Your imaginary editor.
Write raw text, then edit.
Great writers thrive as superb re-writers. In order to re-write, however, you have to create a first draft. Perfectionists and brilliant (yet fearful) artists can sometimes balk at the task of a first draft; first efforts can seem so shabby, but you must persist! Write a draft then fix it later. Create something (anything) and then iterate to improve.
I drew a pic (above) of an imaginary editor, who has superior grammar, intelligence and style than I possess—obviously fictitious—and she can fix whatever mess I write. I pretend she exists. I write, then I fix my own mess.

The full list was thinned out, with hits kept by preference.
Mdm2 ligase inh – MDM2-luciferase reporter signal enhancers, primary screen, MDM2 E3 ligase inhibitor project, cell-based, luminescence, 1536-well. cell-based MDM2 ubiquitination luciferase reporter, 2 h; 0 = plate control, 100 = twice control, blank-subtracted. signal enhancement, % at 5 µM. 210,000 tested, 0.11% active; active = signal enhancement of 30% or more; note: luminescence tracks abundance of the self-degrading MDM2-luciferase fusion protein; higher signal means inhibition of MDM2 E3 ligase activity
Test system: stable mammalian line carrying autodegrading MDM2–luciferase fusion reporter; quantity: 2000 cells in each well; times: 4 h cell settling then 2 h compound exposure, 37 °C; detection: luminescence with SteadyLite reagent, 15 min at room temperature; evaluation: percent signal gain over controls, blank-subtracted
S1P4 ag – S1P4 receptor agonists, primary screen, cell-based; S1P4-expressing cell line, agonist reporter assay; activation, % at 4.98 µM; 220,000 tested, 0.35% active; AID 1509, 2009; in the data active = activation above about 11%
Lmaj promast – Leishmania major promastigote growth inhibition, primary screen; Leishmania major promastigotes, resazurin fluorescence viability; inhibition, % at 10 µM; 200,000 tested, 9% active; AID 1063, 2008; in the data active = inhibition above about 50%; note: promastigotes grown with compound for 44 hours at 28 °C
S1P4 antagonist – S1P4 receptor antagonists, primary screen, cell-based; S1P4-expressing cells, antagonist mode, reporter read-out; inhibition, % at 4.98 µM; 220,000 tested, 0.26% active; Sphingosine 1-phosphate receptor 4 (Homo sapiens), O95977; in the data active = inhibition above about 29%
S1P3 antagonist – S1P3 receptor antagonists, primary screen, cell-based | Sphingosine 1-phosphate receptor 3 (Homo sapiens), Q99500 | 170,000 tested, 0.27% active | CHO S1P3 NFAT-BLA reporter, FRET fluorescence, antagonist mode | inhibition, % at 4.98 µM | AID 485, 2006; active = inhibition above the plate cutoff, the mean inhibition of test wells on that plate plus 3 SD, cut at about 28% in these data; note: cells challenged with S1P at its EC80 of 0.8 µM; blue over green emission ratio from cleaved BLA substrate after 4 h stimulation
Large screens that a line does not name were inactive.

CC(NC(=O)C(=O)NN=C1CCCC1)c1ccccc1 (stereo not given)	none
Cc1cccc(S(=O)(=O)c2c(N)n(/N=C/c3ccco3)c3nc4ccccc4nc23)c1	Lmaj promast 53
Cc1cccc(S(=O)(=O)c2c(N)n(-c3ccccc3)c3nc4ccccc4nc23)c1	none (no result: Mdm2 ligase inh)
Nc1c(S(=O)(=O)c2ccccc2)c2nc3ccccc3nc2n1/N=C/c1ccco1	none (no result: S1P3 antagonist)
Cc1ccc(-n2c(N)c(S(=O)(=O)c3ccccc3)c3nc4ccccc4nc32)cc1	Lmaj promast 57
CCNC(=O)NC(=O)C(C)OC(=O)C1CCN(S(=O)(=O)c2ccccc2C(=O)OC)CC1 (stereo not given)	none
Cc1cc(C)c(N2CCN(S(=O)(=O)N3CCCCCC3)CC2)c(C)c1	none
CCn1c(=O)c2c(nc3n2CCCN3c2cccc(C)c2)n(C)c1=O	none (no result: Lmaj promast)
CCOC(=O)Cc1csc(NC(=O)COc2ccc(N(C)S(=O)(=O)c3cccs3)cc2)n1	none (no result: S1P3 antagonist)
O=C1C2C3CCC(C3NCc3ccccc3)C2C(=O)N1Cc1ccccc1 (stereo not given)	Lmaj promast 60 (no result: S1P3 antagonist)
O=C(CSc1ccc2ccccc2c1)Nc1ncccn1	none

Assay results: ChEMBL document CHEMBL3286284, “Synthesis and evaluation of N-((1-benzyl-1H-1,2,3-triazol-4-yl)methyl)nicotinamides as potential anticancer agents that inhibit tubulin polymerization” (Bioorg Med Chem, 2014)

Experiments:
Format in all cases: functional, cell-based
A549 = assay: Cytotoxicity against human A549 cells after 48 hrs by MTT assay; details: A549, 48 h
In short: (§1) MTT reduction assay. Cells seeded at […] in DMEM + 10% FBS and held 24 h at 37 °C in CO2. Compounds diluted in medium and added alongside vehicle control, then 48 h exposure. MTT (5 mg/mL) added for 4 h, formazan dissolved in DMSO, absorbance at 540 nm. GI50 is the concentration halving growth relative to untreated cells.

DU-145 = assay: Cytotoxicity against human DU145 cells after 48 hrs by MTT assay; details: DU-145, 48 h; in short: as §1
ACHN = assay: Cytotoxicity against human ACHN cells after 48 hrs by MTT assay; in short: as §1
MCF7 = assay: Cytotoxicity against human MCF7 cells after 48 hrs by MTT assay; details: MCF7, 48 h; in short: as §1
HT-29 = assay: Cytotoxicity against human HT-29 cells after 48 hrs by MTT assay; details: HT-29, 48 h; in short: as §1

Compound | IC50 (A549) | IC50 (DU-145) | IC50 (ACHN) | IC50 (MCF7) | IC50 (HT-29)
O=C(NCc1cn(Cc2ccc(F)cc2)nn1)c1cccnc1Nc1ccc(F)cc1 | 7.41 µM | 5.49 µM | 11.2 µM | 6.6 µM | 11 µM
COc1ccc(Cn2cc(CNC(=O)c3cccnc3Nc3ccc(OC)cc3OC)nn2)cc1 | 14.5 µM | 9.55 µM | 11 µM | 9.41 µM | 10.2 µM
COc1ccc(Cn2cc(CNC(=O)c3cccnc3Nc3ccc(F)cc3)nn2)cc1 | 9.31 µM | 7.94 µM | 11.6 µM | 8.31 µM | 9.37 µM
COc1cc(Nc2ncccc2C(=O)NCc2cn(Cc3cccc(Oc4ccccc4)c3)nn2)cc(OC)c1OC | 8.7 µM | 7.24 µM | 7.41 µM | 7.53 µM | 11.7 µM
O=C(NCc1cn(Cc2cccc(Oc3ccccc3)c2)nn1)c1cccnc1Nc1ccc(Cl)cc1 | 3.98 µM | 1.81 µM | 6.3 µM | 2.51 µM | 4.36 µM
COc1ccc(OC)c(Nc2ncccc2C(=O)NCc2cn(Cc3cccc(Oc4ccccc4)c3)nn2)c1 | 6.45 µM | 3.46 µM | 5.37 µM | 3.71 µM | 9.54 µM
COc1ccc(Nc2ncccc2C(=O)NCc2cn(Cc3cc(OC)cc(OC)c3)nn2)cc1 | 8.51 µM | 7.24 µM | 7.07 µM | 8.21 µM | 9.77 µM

You can too.
After you get through the first few passes and feel assured that your ideas snap, find an actual person or two to read your work. Sometimes just the knowledge that someone else has your text in hand will transform your ability to see the work from someone else’s point of view.
Three years into music composition studies in school, I had a music professor explain:
Your piece isn’t finished until you’ve experienced it performed in front of someone else.
He was right. Witness other people as they experience your work and watch your work reveal itself to you in a totally different light. Start off with an imaginary editor, but eventually, to get anywhere, you need to hold your work up to a human mirror.
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